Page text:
"The simplicity of Newbery Medalist Applegate’s graceful novel contrasts powerfully with the prejudice it confronts. Narration comes from Red, an enormous red oak near an elementary school that also serves as a “wishtree” for the neighborhood—once a year, residents deposit wishes in Red’s branches and hollows....Red’s openhearted voice and generosity of spirit bring perspective gained over centuries of observation. It’s a distinctive call for kindness, delivered by an unforgettable narrator."--Publishers Weekly, starred review
"Applegate introduces another quiet, resilient protagonist who -- like the caged gorilla in The One and Only Ivan and the working-class boy in Crenshaw -- speaks movingly to a noisy, fractious world. -- The Washington Post
"The story’s wit and humor keep it from being heavy-handed, as do vivid portrayals of minor characters, especially Bongo, the sarcastic crow who is Red’s best friend. This is a book made for family sharing and discussion."--Raleigh News & Observer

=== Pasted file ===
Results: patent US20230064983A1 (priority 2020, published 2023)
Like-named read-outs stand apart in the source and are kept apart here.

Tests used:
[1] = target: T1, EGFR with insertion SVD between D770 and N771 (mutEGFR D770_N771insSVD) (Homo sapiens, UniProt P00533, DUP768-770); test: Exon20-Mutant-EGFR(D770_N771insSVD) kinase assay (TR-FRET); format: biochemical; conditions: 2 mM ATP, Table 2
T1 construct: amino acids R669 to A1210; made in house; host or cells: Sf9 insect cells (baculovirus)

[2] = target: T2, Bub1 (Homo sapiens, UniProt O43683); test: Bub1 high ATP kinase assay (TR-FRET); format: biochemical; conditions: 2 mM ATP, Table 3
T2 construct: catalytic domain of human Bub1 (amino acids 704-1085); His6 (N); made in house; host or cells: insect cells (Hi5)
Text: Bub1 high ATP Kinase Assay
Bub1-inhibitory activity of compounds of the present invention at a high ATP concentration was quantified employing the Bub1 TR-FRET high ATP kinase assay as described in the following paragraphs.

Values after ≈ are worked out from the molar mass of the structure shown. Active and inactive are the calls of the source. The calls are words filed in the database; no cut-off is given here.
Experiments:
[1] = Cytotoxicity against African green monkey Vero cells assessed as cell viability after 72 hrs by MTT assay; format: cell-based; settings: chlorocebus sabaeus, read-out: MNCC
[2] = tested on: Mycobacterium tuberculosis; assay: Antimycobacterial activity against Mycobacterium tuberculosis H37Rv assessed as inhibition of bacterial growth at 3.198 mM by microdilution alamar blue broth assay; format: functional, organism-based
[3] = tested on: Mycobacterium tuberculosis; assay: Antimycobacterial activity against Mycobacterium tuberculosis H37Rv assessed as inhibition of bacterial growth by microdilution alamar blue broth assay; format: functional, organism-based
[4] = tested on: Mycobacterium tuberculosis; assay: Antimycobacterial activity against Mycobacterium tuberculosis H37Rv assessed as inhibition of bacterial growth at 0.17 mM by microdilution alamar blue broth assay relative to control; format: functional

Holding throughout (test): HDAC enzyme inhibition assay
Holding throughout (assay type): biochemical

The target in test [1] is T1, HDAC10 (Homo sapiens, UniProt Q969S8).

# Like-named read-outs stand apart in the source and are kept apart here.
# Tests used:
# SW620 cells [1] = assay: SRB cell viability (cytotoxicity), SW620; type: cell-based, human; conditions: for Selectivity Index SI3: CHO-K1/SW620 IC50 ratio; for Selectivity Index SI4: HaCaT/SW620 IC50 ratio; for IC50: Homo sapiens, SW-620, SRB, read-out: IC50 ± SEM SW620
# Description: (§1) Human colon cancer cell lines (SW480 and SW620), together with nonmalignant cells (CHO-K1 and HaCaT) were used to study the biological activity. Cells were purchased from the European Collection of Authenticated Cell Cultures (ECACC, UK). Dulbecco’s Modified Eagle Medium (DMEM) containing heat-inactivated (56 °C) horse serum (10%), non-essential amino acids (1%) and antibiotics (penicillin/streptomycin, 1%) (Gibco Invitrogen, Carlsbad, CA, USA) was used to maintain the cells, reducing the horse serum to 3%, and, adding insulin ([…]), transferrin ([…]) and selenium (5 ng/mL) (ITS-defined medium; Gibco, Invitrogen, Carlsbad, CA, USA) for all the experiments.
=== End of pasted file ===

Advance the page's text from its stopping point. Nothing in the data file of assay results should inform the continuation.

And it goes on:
"A book to read that sends the right message."--Parents magazine
"Timely, necessary, and brimming with heart."-- Booklist, starred review
"Newbery Award–winning author Applegate meets high expectations in this tale told by a tree named Red, a red oak who is “two hundred and sixteen rings old.” ... Another stunning effort from Applegate. This thoughtful read is a top choice for middle graders."--School Library Journal, starred review
"This swiftly moving yet contemplative read is great for early middle grade, reluctant or tentative readers, or precocious younger students. A deceptively simple, tender tale in which respect, resilience, and hope triumph."--Kirkus Reviews, starred review